About 20 individuals, including six minors were rescued along Manila Bay on Tuesday, June 21, amid reports of human and drug trafficking in the area, according to government authorities.
Quoted on radio, Lindsay Javier, Rescue District Five Team leader, said the 20 were from Cavite and Pasay City. Of the six minors, five were girls and one boy.
Javier said Manila police, the city’s social welfare department, the Metropolitan Manila Development Authority (MMDA) and the Philippine Coast Guard (PCG) coordinated in the rescue efforts as part of the government’s “reach out operation” to informal settlers living in boats by the bay.
Javier said the Manila City government has received reports that minors were being pimped to yachts anchored nearby while some of the residents were involved in the selling of illegal drugs.
Javier did not identify the people on these yachts.
Javier said that living in boats were not safe for the children.
“Ilang beses na natin silang tinulungan, yung iba mga client na natin yan, yang mga bangka ginawa na nilang bahay, pati mga bata, may mga bata tayong nakuha, yung natutulog, which is hindi safe para sa kanila,” said Javier.
(We have helped them several times, some of them have become our clients. They have converted the boats into their homes where these children, some of who were sleeping, were rescued.)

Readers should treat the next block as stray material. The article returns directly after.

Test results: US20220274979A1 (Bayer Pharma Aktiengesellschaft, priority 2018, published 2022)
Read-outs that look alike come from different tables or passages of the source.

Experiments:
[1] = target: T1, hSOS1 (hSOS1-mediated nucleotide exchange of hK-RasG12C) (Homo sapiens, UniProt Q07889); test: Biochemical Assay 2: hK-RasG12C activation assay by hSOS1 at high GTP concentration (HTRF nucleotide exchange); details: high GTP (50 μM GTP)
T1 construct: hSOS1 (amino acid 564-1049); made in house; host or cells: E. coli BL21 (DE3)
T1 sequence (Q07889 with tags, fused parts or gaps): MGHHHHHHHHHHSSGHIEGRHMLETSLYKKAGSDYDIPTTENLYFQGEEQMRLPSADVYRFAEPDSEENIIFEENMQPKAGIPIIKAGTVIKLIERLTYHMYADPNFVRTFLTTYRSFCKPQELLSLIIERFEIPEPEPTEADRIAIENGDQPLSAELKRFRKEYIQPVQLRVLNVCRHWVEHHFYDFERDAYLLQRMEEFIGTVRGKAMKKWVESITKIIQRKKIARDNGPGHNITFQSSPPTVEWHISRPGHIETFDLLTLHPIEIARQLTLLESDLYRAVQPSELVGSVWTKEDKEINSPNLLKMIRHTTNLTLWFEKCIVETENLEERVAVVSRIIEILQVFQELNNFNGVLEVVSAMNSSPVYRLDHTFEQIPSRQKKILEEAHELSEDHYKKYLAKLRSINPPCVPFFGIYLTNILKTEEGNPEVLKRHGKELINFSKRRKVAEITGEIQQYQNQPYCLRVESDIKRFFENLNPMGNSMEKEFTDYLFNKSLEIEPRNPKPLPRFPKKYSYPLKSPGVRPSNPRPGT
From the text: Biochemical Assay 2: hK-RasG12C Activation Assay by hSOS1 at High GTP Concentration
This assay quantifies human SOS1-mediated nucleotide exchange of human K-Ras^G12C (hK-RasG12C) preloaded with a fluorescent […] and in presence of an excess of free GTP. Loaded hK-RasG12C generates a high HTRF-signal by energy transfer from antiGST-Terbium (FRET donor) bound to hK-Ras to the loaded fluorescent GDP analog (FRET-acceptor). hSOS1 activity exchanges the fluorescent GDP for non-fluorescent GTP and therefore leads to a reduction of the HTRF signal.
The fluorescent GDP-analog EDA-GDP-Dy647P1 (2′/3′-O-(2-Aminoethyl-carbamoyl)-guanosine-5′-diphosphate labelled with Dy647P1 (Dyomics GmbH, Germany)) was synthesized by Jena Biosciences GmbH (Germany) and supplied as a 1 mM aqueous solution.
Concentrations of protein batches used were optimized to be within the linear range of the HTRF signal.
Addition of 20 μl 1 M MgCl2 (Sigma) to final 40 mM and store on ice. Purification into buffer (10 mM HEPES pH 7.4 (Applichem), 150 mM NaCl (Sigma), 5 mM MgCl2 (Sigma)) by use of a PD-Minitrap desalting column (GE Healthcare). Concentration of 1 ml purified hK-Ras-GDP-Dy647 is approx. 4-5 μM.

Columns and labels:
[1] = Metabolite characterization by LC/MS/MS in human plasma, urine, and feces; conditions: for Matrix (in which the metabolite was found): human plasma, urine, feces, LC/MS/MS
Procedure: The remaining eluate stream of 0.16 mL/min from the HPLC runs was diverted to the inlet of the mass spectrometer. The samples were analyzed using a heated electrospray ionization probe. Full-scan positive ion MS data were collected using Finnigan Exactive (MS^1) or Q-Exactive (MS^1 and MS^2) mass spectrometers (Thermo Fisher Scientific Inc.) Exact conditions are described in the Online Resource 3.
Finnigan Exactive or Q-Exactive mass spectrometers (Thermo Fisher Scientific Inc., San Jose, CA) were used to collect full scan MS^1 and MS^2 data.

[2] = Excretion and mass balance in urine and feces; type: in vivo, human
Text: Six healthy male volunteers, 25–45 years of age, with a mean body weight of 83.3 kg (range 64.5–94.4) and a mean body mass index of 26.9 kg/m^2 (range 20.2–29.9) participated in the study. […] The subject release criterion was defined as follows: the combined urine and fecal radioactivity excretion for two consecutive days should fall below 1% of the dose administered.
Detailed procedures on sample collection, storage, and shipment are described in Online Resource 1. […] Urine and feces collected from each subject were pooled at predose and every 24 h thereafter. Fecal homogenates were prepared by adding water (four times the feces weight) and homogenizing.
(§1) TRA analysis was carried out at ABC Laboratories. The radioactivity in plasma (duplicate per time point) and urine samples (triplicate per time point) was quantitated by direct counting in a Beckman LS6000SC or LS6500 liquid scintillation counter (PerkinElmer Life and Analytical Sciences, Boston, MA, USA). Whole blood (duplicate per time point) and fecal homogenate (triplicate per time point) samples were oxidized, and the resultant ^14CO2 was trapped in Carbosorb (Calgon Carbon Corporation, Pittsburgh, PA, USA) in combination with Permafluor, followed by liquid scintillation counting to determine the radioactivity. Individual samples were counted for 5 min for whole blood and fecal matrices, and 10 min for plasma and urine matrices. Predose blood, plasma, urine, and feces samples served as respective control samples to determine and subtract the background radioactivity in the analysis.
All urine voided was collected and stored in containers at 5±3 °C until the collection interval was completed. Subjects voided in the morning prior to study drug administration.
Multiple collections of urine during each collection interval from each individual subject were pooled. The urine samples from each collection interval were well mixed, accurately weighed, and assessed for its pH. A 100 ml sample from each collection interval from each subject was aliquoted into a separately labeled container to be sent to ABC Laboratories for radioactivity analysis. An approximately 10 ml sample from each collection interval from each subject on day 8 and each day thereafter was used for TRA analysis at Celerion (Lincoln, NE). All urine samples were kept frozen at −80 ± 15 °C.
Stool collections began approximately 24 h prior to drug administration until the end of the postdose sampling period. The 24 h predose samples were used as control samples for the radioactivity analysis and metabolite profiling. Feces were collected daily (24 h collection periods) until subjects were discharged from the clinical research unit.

There were others who jumped into the sea to escape authorities but were later caught by the coast guard, according to the report.
The families will be turned over to Manila Reception and Action Center (MRAC) while Veterinary Special Force will take care of their pet dogs.
Reach out operations are part of the Department of Social Welfare and Development’s (DSWD) continuous efforts to provide homeless families with shelter under the Modified Conditional Cash Transfer Program for Homeless Street Families (MCCT-HSF).
In 2015, Manila Auxiliary Bishop Broderick Pabillo accused DSWD of hiding street children from the heads of state who attended the Asia-Pacific Economic Cooperation (APEC) meeting.
Social Welfare Secretary Corazon “Dinky” Soliman denied the allegation, insisting that the operation was part of the department’s poverty alleviation program. Chrisheil Acal